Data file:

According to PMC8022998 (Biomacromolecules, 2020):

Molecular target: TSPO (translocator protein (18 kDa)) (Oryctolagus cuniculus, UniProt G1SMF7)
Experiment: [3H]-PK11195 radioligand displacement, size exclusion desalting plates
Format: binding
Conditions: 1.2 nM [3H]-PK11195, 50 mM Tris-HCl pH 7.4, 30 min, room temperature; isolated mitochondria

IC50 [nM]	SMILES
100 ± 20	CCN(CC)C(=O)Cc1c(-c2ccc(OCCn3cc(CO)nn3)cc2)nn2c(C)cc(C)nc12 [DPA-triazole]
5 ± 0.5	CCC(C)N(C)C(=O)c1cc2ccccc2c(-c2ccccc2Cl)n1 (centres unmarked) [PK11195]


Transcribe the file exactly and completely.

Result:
According to PMC8022998 (Biomacromolecules, 2020):

Molecular target: TSPO (translocator protein (18 kDa)) (Oryctolagus cuniculus, UniProt G1SMF7)
Experiment: [3H]-PK11195 radioligand displacement, size exclusion desalting plates
Format: binding
Conditions: 1.2 nM [3H]-PK11195, 50 mM Tris-HCl pH 7.4, 30 min, room temperature; isolated mitochondria

IC50 [nM]	SMILES
100 ± 20	CCN(CC)C(=O)Cc1c(-c2ccc(OCCn3cc(CO)nn3)cc2)nn2c(C)cc(C)nc12 [DPA-triazole]
5 ± 0.5	CCC(C)N(C)C(=O)c1cc2ccccc2c(-c2ccccc2Cl)n1 (centres unmarked) [PK11195]